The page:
Sugar Is a Poison, Says UCSF Obesity Expert
The rise of obesity is usually blamed on too much eating and not enough exercising, but Robert Lustig, MD, a UCSF pediatric neuroendocrinologist, asks us to look beyond the obvious. Yes, more Americans are overweight today than 30 years ago. Kids are still getting heavier, compared with prior generations of kids. That leads some UCSF researchers to warn that heart disease and other health problems will grow in future decades. But behaviors that some might refer to as gluttony and sloth are merely consequences of the true cause of the epidemic, Lustig says. Food was just as abundant before obesity’s ascendance. The problem is the increase in sugar consumption. Sugar both drives fat storage and makes the brain think it is hungry, setting up a “vicious cycle,” according to Lustig.
Robert Lustig, MD
More specifically, it is fructose that is harmful, according to Lustig. Fructose is a component of the two most popular sugars. One is table sugar — sucrose. The other is high-fructose corn syrup. High-fructose corn syrup has become ubiquitous in soft drinks and many other processed foods. Lustig presented his case against fructose in a recent UCSF Mini Medical School course on diet and nutrition, part of a series sponsored by the Osher Lifelong Learning Institute. Audience members may have been surprised to hear such unequivocally strong statements from a researcher. Lustig framed the obesity epidemic as a societal issue that pits the food-selling agenda of federal agencies and profit-seeking behavior of major corporations against public health needs. Lustig quit working in the lab a decade ago. Now he spends more time with pediatric patients. He is on the front lines of the world’s weight woes, treating kids who already are obese, a condition that sets the stage for health problems that begin long before these children become adults. Lustig still conducts clinical research. He evaluates dietary lifestyle, as well as pharmacologic interventions that might hold the pounds at bay. He tracks down associations between diet, lifestyle and health outcomes in an effort to identify biological mechanisms that will explain them.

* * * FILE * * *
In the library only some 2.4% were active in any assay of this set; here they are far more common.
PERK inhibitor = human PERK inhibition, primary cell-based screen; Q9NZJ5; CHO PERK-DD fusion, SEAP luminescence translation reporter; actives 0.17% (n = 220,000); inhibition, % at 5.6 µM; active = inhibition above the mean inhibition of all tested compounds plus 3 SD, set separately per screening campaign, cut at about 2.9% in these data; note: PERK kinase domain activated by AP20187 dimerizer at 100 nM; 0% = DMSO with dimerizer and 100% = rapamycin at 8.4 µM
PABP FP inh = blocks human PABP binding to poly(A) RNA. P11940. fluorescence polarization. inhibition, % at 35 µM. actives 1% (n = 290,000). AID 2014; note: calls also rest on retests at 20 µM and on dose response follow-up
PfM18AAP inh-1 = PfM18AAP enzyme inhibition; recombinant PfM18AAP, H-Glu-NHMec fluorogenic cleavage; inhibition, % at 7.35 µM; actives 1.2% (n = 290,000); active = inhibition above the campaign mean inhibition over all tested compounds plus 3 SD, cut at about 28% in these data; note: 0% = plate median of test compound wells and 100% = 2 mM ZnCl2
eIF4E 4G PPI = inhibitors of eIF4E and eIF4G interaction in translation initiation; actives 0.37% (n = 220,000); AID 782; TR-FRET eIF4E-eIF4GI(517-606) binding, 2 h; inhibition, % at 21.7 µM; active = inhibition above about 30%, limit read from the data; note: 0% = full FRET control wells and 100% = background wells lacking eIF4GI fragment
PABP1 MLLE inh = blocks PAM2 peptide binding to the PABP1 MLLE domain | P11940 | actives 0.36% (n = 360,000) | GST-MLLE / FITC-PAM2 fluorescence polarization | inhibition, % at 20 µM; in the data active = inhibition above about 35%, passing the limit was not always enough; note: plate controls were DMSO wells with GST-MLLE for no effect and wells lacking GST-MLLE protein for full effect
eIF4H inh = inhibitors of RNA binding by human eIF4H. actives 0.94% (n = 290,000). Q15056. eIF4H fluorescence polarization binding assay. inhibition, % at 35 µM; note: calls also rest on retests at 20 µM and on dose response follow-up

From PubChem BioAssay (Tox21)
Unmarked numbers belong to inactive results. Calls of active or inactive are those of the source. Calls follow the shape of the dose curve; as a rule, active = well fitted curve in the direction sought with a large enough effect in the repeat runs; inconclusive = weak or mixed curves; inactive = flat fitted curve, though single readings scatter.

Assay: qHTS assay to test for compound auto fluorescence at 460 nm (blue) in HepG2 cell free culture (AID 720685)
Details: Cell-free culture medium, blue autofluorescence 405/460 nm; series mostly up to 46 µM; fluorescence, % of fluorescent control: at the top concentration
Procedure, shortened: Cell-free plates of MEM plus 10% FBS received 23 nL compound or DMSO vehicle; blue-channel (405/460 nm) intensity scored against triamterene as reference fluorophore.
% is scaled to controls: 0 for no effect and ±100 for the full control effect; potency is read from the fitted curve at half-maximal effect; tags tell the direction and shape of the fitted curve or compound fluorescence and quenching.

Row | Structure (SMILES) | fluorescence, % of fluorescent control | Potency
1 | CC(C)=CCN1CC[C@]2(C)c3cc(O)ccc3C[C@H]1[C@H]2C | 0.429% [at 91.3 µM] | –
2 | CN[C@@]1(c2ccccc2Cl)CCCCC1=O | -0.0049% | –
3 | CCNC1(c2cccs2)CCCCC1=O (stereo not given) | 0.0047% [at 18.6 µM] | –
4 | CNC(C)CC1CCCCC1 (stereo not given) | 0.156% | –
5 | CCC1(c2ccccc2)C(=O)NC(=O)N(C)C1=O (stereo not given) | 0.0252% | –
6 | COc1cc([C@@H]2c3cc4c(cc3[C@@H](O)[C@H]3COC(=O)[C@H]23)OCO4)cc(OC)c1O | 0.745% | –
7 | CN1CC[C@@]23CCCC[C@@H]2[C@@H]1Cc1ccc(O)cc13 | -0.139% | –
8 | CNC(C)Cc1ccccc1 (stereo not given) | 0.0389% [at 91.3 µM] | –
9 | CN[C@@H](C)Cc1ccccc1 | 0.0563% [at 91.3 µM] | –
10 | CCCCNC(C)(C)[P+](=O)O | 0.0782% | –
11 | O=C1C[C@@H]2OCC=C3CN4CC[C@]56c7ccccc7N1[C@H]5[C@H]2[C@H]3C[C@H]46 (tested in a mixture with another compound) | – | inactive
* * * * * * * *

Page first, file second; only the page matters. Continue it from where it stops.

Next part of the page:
Insulin and Leptin
Lustig’s own groundbreaking studies more than a decade ago stimulated the development of his controversial ideas about metabolism and biological feedback in weight control. One not-yet-popular idea is that, calorie for calorie, sugar causes more insulin resistance in the liver than other edibles. The pancreas then has to release more insulin to satisfy the liver’s needs. High insulin levels, in turn, interfere with the brain’s receipt of signals from a hormone called leptin, secreted by fat cells, Lustig believes. In the 1990s, Lustig worked with children diagnosed with hypothalamic obesity, a disorder that can occur after brain tumor surgery. The children were making more insulin than was necessary for normal energy storage in fat cells. Lustig thought the kids were not receiving signals from leptin, which helps send a message that the appetite has been sated. Lustig concluded that the children’s brains were fooled into thinking that they were starving. Lustig administered a drug called octreotide, known to block insulin release. Insulin levels fell; the children ate less, lost weight, spontaneously became more active and improved their quality of life. Lustig tried the same treatment with obese adults, and found that a subset responded in the same way as the children with hypothalamic obesity. Eating stimulates secretion of insulin and leptin. The conventional view holds that insulin, like leptin, feeds back in the brain to limit food intake, Lustig explains. But Lustig does not think that chronically elevated insulin levels feed back negatively to curb eating. Instead, chronically elevated insulin blocks leptin’s negative feedback signal, Lustig believes. “Most people think insulin does the same thing as leptin,” he says. “I think it does just the opposite.” Lustig believes that fructose generates greater insulin resistance than other foodstuffs, and that fructose calories, therefore, fail to blunt appetite in the same way as other foods.
A Calorie Is Not Just a Calorie